Consider using facial oils which are focused on natural moisturising factors such as Squalane and amino acids or peptides, so that you’re putting back oils into your skin which are naturally present in skin’s acid mantle rather than rich oils that we don’t necessarily need if our skin isn’t outer dry.
The Klairs Fundamental Watery Oil Drop is a perfect example of a water-based serum with the same nourishing effects as a facial oil. It is ideal for anyone who doesn’t like facial oils because of their heavy consistencies. Its highly effective formula holds all the benefits of green tea antioxidants, skin strengthening and firming fermented extracts, ceramide, and rejuvenating peptides. It doesn’t have a sticky or oily finish, and helps to balance combination and oily skin.
Skincare myth #3: All alcohols in skincare products are bad for skin.
The verdict: Not all alcohols used in skincare products are astringents – a category of ingredients, typically alcohols, which discourage sebum production by drying out or mattifying skin. Nor are all alcohols used as preservatives to prolong the shelf-life of a product. Cetyl alcohol and stearyl alcohol for instance are good fatty alcohols derived from natural ingredients like coconut and nuts: these act as emulsifiers to create luxurious textures of emulsions/lotions and creams.
With their high fatty acid contents these alcohols possess emollient qualities which contribute to bolstering the naturally defensive moisture barrier of skin – an essential function for warning off factors which could potentially damage skin. The EWG rating system also classifies denatured alcohol as a low-hazard (colour coded green) ingredient which imposes no-known health risks.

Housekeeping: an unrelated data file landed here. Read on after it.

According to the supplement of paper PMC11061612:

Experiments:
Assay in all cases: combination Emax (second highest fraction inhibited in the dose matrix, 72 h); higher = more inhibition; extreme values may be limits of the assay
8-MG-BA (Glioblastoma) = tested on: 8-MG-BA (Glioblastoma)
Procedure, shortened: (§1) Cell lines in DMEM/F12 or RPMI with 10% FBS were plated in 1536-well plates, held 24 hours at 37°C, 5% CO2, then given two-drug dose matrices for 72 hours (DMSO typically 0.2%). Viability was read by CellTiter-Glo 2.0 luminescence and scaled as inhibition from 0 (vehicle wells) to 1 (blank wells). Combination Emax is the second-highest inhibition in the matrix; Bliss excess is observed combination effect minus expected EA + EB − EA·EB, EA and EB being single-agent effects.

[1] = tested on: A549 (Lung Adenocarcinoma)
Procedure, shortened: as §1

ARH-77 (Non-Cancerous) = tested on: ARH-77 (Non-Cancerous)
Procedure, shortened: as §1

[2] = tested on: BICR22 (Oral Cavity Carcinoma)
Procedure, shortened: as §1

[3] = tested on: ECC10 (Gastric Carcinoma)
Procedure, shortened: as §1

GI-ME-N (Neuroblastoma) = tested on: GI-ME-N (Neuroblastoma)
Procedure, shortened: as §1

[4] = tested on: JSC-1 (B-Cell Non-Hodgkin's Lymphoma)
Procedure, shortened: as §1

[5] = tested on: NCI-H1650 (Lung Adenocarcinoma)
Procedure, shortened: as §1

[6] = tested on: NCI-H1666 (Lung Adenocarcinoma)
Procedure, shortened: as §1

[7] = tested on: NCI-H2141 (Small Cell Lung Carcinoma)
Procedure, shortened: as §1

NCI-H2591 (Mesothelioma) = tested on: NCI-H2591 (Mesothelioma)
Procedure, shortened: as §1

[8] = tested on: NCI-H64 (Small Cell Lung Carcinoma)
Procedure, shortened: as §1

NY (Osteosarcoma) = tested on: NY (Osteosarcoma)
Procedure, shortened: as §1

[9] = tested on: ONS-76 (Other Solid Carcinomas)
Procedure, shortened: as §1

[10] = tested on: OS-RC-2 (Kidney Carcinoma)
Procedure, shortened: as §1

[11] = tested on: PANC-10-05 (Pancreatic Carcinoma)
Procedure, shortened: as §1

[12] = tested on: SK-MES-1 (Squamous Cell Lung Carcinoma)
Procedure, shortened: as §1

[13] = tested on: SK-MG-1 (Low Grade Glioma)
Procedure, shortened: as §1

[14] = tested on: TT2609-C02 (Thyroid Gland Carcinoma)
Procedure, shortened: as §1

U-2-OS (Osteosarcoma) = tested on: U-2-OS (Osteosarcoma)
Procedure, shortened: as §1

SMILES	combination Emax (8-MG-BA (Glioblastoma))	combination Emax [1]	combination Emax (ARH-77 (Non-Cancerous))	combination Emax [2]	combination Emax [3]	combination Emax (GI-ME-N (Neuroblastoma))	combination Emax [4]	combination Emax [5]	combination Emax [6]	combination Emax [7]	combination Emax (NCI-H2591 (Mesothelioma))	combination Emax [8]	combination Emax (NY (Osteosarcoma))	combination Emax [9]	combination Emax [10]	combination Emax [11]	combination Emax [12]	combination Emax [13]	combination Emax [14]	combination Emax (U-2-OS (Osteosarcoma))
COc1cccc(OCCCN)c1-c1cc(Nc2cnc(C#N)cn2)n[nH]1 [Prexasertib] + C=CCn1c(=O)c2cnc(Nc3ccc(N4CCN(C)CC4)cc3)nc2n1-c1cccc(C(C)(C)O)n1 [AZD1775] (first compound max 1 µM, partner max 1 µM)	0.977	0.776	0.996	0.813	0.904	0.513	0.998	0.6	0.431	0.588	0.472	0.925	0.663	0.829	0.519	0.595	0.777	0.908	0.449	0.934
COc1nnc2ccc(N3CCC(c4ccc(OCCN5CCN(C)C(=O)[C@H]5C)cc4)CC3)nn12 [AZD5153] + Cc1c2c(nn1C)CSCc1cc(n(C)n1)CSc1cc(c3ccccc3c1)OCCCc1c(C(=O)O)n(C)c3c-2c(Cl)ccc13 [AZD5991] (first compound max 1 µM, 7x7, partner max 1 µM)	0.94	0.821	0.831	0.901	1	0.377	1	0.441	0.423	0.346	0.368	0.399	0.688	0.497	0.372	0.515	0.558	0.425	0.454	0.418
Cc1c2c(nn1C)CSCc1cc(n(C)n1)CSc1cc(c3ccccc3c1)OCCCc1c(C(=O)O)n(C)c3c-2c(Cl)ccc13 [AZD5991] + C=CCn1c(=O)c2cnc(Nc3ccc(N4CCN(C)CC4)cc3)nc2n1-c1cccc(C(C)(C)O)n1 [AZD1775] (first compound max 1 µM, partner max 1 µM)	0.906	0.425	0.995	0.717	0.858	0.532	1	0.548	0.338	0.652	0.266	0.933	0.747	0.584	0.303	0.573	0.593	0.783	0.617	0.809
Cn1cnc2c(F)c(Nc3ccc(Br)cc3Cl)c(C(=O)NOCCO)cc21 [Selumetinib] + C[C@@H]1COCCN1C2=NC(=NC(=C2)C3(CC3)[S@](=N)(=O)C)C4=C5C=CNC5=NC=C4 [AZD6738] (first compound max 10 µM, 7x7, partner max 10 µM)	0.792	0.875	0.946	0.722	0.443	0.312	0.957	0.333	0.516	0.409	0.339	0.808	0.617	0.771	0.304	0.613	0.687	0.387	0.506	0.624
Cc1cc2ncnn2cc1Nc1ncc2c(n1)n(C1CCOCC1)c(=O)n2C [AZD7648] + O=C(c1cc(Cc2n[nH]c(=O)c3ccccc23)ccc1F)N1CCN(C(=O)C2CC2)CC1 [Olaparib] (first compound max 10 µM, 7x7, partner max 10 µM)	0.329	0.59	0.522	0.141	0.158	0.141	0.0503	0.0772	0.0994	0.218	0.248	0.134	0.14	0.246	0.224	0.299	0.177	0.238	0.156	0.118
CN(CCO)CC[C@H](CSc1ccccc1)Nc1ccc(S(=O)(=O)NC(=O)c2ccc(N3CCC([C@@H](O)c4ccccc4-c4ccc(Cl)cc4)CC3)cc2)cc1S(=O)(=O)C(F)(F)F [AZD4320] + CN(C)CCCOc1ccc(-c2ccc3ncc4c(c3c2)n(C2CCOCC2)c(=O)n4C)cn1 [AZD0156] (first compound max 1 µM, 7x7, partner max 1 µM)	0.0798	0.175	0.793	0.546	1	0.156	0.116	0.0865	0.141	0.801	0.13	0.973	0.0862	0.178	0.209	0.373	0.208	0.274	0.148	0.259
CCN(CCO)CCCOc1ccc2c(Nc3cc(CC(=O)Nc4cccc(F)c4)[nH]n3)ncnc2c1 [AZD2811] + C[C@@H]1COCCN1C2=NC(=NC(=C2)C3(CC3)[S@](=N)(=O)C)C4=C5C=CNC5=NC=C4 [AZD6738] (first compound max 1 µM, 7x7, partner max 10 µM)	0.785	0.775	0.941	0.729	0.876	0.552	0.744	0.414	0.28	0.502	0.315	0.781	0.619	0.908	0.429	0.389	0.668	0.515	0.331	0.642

Skincare myth #4: Hot water and steam ‘open up’ pores.
The facts: In truth, pores are always open! Hence why we’re encouraged to never go to bed at the end of a day without washing our face first as you never know what impurities have come into contact with your skin, and may be embedded within pores. Pores are naturally always open at the end of our hair follicles to allow the release of sebum to keep our skin supple and protected from environmental factors. Pores also function as a way to allow sweat to seep out of our body in an attempt to cool you down.
When we thoroughly cleanse skin to unclog congested pores, our pores may seem like they have become ‘closed off’. In reality they are still open, just perhaps contacted in size due to the removal of excess sebum, blackheads and other impurities.
If you’re looking for a kind-to-skin product that provides an element of pore care unlike steaming skin, we suggest you try the Cosrx BHA Blackhead Power Liquid – a toner which gently eliminates blackheads and dead skin cells over time with Beta-Hydroxy acids. It doesn’t dry-out skin and instead rebuilds skin’s moisture shield.